February 1, 2005
By Phil Boyer
Phil Boyer is a 7,000-hour-plus pilot who has been flying for more than 30 years, more than 15 as an aircraft owner.
It's pet-peeve time for this month's column, and perhaps my personal concern is shared and will ring true to others who are pilots. What's the definition of a professional pilot? Obviously, the term professional applies to those whose job is flying for a living — airline, corporate, and charter pilots and the like. But what about the rest of us? One of Webster's definitions for professional is "participating for gain or livelihood in an activity or field of endeavor often engaged in by amateurs." Webster's example cites a professional golfer versus an amateur. So, when giving a first small airplane ride to a nervous friend, do you instill confidence in him or her by stating, "I'm an amateur pilot?" That doesn't seem right.
Over the holidays I spent three days completing my annual recurrent training, an insurance requirement, at FlightSafety International, one of the premier simulator-based training facilities. In completing the paperwork I was required to sign a document as to what category of pilot I belonged: "Professional Pilots: defined as those who possess an FAA commercial or ATP certificate, fly for pay, and have logged 1,500 total flying hours, 500 of which is PIC." My two shortcomings for this category were holding only a private pilot certificate and not flying for pay; therefore, I couldn't sign the line as a professional pilot. "Non-Professional: defined as those who are PIC-qualified owners/operators who do not fly for pay, and have an FAA pilot certificate with instrument rating." This one fit, but once again, using that nervous friend going up in my 172 for his first flight, do I say, "I must tell you that I am a nonprofessional pilot?"
There is no question that to own and/or fly a general aviation aircraft in the past decade has become more complicated and more regulated. Without our association I shudder to consider the additional restrictions, costs, and rules that the government could have implemented. So often AOPA works behind the scenes to head off bad legislation and regulation, at not only the federal level but also in states and local municipalities. These successes never become known on the outside, and certainly in my mind equate to the initiatives of groups such as the American Medical Association, the American Bar Association, and other "professional" membership organizations.
Most important, aviators share a common passion and commitment to the task of piloting an aircraft for business or personal use that I would claim is highly professional in nature. That commitment involves staying abreast of technology, keeping track of pop-up restrictions to airspace (those elusive temporary flight restrictions), and complying with regulations affecting our certificates and equipment. We try to assist with this magazine, AOPA Online, the weekly AOPA ePilot newsletter, and our AOPA Air Safety Foundation products from in-person seminars to Internet courses and quizzes. In addition, many of the safety programs offer FAA Wings credit, demonstrating an even greater degree of professionalism in our continuing education process toward flying. Surveys of our print and electronic products indicate members are most interested in technique articles — those stories and columns that pass along the experiences of others, or valuable suggestions for piloting an airplane in a more proficient manner.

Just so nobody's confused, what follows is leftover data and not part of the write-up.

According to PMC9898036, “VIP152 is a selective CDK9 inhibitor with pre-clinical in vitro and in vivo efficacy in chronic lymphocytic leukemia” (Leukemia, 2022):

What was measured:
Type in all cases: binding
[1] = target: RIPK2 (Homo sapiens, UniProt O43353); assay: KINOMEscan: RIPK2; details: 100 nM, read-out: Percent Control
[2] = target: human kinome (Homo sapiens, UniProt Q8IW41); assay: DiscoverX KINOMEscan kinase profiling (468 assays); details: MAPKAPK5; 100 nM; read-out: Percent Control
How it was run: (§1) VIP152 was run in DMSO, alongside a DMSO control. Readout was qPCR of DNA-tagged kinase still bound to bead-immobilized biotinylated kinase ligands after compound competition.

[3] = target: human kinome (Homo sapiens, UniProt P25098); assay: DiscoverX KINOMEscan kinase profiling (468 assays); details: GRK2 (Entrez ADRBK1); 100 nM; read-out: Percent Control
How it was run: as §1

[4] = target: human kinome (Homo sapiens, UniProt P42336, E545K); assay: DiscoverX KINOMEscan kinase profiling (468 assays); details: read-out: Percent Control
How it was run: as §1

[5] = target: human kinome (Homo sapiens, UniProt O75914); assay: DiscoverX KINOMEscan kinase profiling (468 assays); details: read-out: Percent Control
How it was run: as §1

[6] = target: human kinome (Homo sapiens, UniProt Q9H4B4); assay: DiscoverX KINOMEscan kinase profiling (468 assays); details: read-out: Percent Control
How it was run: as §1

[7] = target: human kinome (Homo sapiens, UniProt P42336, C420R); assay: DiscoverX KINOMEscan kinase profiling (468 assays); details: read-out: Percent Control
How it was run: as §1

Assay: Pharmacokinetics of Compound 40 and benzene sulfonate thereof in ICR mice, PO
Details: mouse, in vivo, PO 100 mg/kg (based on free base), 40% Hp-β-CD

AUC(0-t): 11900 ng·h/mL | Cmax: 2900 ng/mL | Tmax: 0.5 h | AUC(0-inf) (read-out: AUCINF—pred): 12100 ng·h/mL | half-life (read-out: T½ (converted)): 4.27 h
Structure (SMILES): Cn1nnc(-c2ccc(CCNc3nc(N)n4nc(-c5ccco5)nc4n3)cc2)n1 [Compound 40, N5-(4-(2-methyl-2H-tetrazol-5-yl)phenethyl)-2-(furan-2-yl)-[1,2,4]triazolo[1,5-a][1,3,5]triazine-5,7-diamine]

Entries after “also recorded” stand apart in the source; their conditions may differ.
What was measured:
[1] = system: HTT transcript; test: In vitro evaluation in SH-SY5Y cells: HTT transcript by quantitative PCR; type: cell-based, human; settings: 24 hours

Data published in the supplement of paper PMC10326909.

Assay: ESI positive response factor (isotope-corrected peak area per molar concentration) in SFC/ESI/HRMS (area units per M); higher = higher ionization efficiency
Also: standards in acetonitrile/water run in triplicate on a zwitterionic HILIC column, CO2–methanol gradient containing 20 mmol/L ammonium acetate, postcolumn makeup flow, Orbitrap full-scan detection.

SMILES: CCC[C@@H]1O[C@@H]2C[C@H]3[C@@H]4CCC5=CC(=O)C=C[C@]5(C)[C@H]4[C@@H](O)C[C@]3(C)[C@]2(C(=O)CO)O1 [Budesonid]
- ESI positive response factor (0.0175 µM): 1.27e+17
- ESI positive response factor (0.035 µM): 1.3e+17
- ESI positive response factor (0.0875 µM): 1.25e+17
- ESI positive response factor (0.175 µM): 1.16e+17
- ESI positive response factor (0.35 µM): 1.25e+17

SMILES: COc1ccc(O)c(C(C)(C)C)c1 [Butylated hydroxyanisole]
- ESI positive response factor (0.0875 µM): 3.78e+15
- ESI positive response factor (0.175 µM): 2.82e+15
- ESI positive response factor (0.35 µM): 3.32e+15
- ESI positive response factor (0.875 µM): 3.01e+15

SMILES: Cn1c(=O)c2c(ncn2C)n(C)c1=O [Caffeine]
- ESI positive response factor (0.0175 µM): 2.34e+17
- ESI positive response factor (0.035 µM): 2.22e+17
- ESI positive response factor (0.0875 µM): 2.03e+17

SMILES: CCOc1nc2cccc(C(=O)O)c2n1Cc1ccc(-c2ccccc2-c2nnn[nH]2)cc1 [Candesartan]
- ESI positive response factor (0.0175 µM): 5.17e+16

All of us undergo a flight review every other year, somewhat the same as a professional completes certification credits in many technical fields. Many pilots schedule extra training and flight checks just so they don't lose the professionalism they have acquired over their logged hours. We are all required to go through a medical certification process at least every three years, ranging for some as often as every six months.
Diving further into the Webster definitions of professional, however, I came upon what we as pilots might be better served to follow in explaining who we are and how we address the risks and challenges of flight. It certainly fits the majority of us who take flying seriously and are "characterized by or conforming to the technical or ethical standards of a profession." While most of us are not airline pilots, Webster cites "following a line of conduct as though it were a profession," which is what almost every pilot I know tries to do, as another definition of professional. After all, it's our lives and those of our loved ones at stake if we don't fly employing these traits.
So, are we professional pilots or amateurs? Do we fly professionally, but just not for a living, or does employment, higher certificates, rating levels, and hours truly make us professional? With all due respect to our members who fly for a living, I think many of us would think of ourselves as professional pilots, whether or not our primary income stream comes from the left seat. And, if you can't accept that, then at least we should all aim to fly professionally.
Pilot Training and Certification,
Pilot Health and Medical
The FAA encourages pilots to do a number of things in order to increase safety, but does not require them. Check out these three actions that are recommended.
Among the very first lessons a pilot learns is that a control yoke is not a steering wheel. Research underway in Europe could change that.
Your CFII usually follows up route-planning drilling with a review of appropriate regulations, and today’s selection is 14 CFR 91.185, "IFR Operations: Two-way radio communications failure."
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